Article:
Sarah Owen

Enterprise success stories

Sarah Owen

  • Degree: Drama

What is your business all about?

We provide drama and creative play classes for children from 6 months to seven years that combine drama, movement, music and play. Pyjama Drama is a franchise which means that our business model is replicated throughout the UK and that a team of franchisees run their own businesses teaching the Pyjama Drama programme.

What is your business’s unique selling point? What is your main form of advertising? Who are your main competitors?

We are passionate about the power of play and encouraging children to use their imagination so whilst there is an element of ‘performance’ in our classes we are not a stage school. We don’t use ‘off the shelf’ music; all our music is original and has been written to support and to be integrated in to each individual session. A child can also start Pyjama Drama age six months, finish at seven years and never repeat the same session twice.

We mainly advertise the franchise online; via our website, some specific franchising sites and through the use of social media. Our franchisees use a range of advertising to promote their classes – the Pyjama Drama website, leaflets, posters and publications local to them.  

Our main competitors are other businesses that provide classes for young children – potential franchisees looking to buy a child based franchise may compare Pyjama Drama to Monkey Music, Jo Jingles or Debutots for example. For our franchisees, the main competitors are also providers of music or drama classes, and these can be small independent teachers as well as national providers.  

Where did your idea come from? What is the start-up story behind your business?

I was teaching drama part time in my local secondary school and had three young children (two of them preschool age) when I began to realise that the drama based games and songs that I was making up with my children were really benefiting their confidence and their language development. I decided to deliver some of my ideas to a group of children from my son’s playgroup and the classes developed from here with more and more parents telling me how much their child enjoyed (and benefited) from the classes and nurseries asking me to deliver sessions in their settings. Four years and a lot of development later I had written and recorded over seventy songs and developed over 250 session plans – I was ready to franchise!

Juggling your academic studies with your new business as well as still having a social life must have been a challenge. How did you accommodate the three and what did an average day, if you had one, looked like for you?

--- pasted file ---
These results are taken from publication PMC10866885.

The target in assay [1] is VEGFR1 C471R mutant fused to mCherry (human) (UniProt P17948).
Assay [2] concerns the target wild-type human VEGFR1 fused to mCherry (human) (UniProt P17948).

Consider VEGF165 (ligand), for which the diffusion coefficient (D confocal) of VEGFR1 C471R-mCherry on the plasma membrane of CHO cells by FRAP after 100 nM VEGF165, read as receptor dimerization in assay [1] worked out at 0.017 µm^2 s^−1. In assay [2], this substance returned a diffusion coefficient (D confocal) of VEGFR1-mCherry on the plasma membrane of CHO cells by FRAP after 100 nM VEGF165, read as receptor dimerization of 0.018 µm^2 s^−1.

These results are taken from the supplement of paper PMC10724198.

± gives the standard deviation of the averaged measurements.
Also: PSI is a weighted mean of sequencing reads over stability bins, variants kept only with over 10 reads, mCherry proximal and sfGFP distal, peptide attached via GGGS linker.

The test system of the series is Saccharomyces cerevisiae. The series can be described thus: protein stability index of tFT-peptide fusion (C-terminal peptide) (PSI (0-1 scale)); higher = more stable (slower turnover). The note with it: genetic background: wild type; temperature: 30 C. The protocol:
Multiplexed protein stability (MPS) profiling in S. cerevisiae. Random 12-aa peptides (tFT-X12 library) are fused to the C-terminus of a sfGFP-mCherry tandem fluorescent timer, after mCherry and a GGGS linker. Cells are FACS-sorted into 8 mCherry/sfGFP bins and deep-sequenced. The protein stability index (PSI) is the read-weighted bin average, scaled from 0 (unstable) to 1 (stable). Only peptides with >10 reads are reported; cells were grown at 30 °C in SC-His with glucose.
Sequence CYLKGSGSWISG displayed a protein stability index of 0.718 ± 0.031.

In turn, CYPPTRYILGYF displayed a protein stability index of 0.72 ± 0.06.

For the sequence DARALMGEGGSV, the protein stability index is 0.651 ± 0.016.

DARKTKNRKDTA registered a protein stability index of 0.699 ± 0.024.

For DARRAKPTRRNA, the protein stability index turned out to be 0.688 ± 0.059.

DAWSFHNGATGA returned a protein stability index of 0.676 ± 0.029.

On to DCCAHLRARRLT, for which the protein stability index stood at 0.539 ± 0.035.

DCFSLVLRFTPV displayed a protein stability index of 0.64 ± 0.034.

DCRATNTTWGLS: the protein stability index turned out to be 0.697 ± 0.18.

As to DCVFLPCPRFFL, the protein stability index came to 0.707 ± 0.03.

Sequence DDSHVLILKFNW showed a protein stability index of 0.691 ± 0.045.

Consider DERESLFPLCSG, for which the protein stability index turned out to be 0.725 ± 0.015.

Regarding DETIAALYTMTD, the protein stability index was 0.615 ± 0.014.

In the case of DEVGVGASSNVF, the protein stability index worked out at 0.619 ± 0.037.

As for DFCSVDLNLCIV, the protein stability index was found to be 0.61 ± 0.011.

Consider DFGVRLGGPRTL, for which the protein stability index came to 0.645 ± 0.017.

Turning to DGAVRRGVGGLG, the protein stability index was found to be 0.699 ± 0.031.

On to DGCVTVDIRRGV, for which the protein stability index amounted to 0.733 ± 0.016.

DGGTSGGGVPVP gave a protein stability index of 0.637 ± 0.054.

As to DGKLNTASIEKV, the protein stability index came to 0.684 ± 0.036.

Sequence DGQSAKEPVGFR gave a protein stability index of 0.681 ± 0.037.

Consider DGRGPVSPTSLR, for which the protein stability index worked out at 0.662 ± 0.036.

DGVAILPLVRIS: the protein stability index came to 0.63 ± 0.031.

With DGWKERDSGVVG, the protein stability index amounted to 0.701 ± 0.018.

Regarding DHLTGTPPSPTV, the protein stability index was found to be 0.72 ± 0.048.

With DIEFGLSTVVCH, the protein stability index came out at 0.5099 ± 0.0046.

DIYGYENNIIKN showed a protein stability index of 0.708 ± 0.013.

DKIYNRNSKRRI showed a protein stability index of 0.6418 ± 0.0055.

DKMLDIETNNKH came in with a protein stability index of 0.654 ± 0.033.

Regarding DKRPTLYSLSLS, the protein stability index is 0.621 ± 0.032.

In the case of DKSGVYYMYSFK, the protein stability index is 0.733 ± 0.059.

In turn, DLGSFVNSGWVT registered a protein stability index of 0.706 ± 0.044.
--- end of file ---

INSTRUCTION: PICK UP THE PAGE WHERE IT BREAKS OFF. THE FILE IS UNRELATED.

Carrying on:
I didn’t start my business whilst at University – for me it was having children of my own that was the inspiration for my business.

What things helped you learn how to run a new business? Has there been anything or anyone in particular that has helped you along the way?

I have always been very much aware that whilst I have skills, I don’t know everything! I have therefore always been extremely open to asking for help, support and advice at every stage along the way. My Dad has always taken a keen interest in the business so he has been a great sounding board and I have also enlisted the help and advice from friends who have different skills to me – one good friend helped with graphic design in the early stages, another with creating excel spread sheets and my husband with turning my musical ideas in to songs.

What do you think has been your key to success so far?

I think the key to my success so far is the fact that I have always preferred to live with the knowledge that I tried something that failed, rather than never try anything new.   At every stage in the development of the business, from the initial idea which would have been easy to dismiss, to the point when I could have gone back in to teaching rather than franchising Pyjama Drama, I said to myself, ‘If you don’t try it you’ll never know…’

Have you made any mistakes along the way? If so, what have you learnt from these? And further, if you could go back in time, are there any things that you would change or would do differently?

I have made too many mistakes to mention but the main thing that I have learned is that not everyone out there has the same moral values when it comes to business. When I first franchised Pyjama Drama I spent a lot of money on legal and professional advice from the wrong people. If I could go back in time I would spend a lot more time researching who were the right people to give me the right advice.

What can we look forward to in terms of your business? Have you got any future plans for it?

Our plans are to continue to sell more franchises with the aim of becoming a nationally recognised brand throughout the UK. We would then like to look to franchising Pyjama Drama internationally.

How about yourself? Where do you see yourself in five years? Ten years?

In five years’ time I see myself still running Pyjama Drama and enjoying the challenges that this will no doubt still present. In ten years’ time I hope to be in a position to exit the business and then perhaps I will travel the world!

What advice do you have for University of Exeter students who are looking to start their own business?

Take one step at a time; it’s much less daunting to view the development of your business in small sequential steps. And take advice at every step of the way - just make sure you spend the time researching who is best placed to give you the advice you need.